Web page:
2:30pm - 2:45pm
D2/D3 Dopamine Receptor Binding with [F-18] Fallypride Correlates of Executive Function in Medication-Naïve Patients with Schizophrenia
1University of California, San Diego, United States of America; 2Kingston University, London, England; 3Wright State University, Dayton, USA; 4University of Wisconsin-Madison, USA; 5University of California, Irvine
Resting-state 18F-fallypride positron emission tomography was performed on 25 patients (mean(±sd) age: 31.6±12.2) with schizophrenia (20 medication-naïve and 5 previously medicated for a brief period) and 19 age- and sex-matched healthy volunteers (mean(±sd) age: 29.2±9.3).
Two neuropsychological tasks known to activate frontal and temporal lobe function were chosen, specifically the Wisconsin Card Sorting Test (WCST) and the California Verbal Learning Test (CVLT). Magnetic resonance images in standard Talairach position and segmented into gray and white matter were co-registered to the fallypride images, and the AFNI stereotaxic atlas was applied. Selective AFNI regions of interest (ROIs) were calculated from each subject. We calculated product-moment correlation coefficients between each ROI and the brain areas. Patients with schizophrenia showed negative correlations between binding potential and performance on WCST perseverative errors and CVLT learning slope, while healthy volunteers showed better performance with high binding potential in the frontal cortex and right temporal lobe. The healthy volunteers show positive correlations (red/yellow) indicating that high binding potential is associated with better performance. However patients show the reverse (blue) indicating low binding potential is associated with better performance for WCST.
. The positive correlation may be interpreted as less dopamine is associated with better performance in healthy volunteers. However patients with schizophrenia showed the reverse which suggests a compensatory dopamine system response.These results suggest that partial agonist treatment may assist cognitive performance in schizophrenia.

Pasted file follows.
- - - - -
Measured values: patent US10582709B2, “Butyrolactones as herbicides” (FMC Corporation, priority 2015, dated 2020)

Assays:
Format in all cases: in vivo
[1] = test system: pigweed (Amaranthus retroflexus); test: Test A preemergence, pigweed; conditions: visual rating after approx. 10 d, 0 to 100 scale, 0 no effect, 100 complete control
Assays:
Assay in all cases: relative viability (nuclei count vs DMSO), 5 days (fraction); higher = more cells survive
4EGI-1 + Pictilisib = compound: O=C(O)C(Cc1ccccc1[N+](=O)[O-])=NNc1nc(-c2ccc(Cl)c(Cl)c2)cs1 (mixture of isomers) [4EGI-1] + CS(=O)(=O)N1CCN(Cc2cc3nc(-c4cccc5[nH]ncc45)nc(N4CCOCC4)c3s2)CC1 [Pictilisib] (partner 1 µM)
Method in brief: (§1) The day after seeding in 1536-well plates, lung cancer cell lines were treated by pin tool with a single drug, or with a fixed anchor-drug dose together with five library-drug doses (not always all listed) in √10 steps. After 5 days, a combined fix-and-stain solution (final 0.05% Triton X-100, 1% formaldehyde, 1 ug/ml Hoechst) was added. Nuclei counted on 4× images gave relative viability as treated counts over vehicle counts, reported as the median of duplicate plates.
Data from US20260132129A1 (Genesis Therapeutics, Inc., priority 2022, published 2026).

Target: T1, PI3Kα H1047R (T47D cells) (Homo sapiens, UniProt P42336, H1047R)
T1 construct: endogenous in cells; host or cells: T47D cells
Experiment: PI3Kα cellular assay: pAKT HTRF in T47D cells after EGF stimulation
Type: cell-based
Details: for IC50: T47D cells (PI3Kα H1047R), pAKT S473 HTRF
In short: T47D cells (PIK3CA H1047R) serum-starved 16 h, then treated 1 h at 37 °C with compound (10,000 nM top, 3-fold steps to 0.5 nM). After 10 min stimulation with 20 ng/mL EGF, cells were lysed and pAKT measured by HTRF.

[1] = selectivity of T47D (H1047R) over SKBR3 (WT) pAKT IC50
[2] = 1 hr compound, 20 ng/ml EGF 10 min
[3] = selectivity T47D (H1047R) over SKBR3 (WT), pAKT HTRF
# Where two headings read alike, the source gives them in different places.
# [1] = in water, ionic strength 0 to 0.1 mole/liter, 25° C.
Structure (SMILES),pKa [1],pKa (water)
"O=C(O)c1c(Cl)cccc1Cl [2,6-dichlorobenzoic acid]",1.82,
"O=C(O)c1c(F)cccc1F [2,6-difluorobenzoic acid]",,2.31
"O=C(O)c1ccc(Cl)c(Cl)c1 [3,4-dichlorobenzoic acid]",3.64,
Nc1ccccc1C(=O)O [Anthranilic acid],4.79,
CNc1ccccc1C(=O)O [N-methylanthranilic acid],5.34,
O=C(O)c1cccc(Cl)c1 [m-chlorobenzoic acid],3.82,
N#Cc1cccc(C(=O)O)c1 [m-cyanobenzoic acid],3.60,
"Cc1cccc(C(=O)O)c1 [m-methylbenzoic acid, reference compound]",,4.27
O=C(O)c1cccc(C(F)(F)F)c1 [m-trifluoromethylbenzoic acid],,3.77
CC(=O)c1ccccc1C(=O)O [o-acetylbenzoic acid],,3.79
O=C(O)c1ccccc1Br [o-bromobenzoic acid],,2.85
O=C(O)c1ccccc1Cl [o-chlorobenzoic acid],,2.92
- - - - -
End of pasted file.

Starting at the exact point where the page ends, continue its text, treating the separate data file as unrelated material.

2:45pm - 3:00pm
Aberrant resting state connectivity in the motor system indicates abnormal motor behavior in schizophrenia
1University of Bern, Switzerland; 2Neuroradiology, Inselspital, Bern, Switzerland; 3Neurology and Neurorehabilitation Center, Kantonsspital Luzern, Switzerland
Background: Motor abnormalities are frequent in schizophrenia. Likewise, schizophrenia is faced with structural and functional dysconnectivity. Here, we tested whether resting state connectivity in the motor system would be aberrant in schizophrenia and linked to motor behavior abnormalities.
Method: In total, 46 patients and 44 controls underwent BOLD resting state scans for 8 mins and performed a comprehensive motor battery. Regions of interest (ROI) were cortical motor areas, basal ganglia, thalamus and motor cerebellum. We computed ROI-to-ROI functional connectivity using CONN. Principal component analyses of motor behavioral data produced four factors (primary motor, catatonia and dyskinesia, coordination, and spontaneous motor activity). We tested group differences in connectivity as well as correlations betwenn motor factor scores and connectivity values.
Results: Schizophrenia was characterized by hyperconnectivity in three main areas: motor cortices to thalamus, motor cortices to cerebellum, and prefrontal cortex to the subthalamic nucleus. In patients, thalamocortical hyperconnectivity was linked to catatonia and dyskinesia, whereas aberrant connectivity between rostral anterior cingulate and caudate was linked to the primary motor factor. Likewise, connectivity between motor cortex and cerebellum correlated with spontaneous motor activity.
Discussion: Altered resting state functional connectivity suggests a specific intrinsic and tonic neural abnormality in the motor system in schizophrenia. Furthermore, altered neural activity at rest was linked to motor abnormalities on the behavioral level. Thus, aberrant resting state connectivity may indicate a system out of balance, which produces characteristic behavioral alterations